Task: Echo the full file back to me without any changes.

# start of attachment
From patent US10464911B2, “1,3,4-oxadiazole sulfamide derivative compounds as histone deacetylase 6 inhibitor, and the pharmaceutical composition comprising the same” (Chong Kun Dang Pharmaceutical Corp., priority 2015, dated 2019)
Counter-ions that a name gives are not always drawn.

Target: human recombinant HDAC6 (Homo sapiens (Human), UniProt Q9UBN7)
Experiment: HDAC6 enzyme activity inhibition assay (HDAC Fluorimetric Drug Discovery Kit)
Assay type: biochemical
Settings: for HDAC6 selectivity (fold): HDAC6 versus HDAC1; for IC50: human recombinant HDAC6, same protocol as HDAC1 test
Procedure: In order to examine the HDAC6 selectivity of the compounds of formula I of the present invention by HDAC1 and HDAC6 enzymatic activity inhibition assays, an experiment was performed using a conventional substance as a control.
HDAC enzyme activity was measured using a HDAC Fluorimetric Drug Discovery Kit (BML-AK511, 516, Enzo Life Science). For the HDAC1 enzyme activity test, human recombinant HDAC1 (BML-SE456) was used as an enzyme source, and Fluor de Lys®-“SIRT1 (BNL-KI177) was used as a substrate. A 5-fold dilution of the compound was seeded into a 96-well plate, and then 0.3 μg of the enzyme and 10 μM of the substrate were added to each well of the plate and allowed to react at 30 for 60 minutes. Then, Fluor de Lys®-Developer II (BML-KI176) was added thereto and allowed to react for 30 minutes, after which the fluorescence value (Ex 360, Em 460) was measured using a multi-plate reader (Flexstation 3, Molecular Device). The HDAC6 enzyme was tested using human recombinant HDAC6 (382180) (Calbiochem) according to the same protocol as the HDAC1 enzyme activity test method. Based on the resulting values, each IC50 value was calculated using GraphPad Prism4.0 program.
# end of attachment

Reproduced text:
From patent US10464911B2, “1,3,4-oxadiazole sulfamide derivative compounds as histone deacetylase 6 inhibitor, and the pharmaceutical composition comprising the same” (Chong Kun Dang Pharmaceutical Corp., priority 2015, dated 2019)
Counter-ions that a name gives are not always drawn.

Target: human recombinant HDAC6 (Homo sapiens (Human), UniProt Q9UBN7)
Experiment: HDAC6 enzyme activity inhibition assay (HDAC Fluorimetric Drug Discovery Kit)
Assay type: biochemical
Settings: for HDAC6 selectivity (fold): HDAC6 versus HDAC1; for IC50: human recombinant HDAC6, same protocol as HDAC1 test
Procedure: In order to examine the HDAC6 selectivity of the compounds of formula I of the present invention by HDAC1 and HDAC6 enzymatic activity inhibition assays, an experiment was performed using a conventional substance as a control.
HDAC enzyme activity was measured using a HDAC Fluorimetric Drug Discovery Kit (BML-AK511, 516, Enzo Life Science). For the HDAC1 enzyme activity test, human recombinant HDAC1 (BML-SE456) was used as an enzyme source, and Fluor de Lys®-“SIRT1 (BNL-KI177) was used as a substrate. A 5-fold dilution of the compound was seeded into a 96-well plate, and then 0.3 μg of the enzyme and 10 μM of the substrate were added to each well of the plate and allowed to react at 30 for 60 minutes. Then, Fluor de Lys®-Developer II (BML-KI176) was added thereto and allowed to react for 30 minutes, after which the fluorescence value (Ex 360, Em 460) was measured using a multi-plate reader (Flexstation 3, Molecular Device). The HDAC6 enzyme was tested using human recombinant HDAC6 (382180) (Calbiochem) according to the same protocol as the HDAC1 enzyme activity test method. Based on the resulting values, each IC50 value was calculated using GraphPad Prism4.0 program.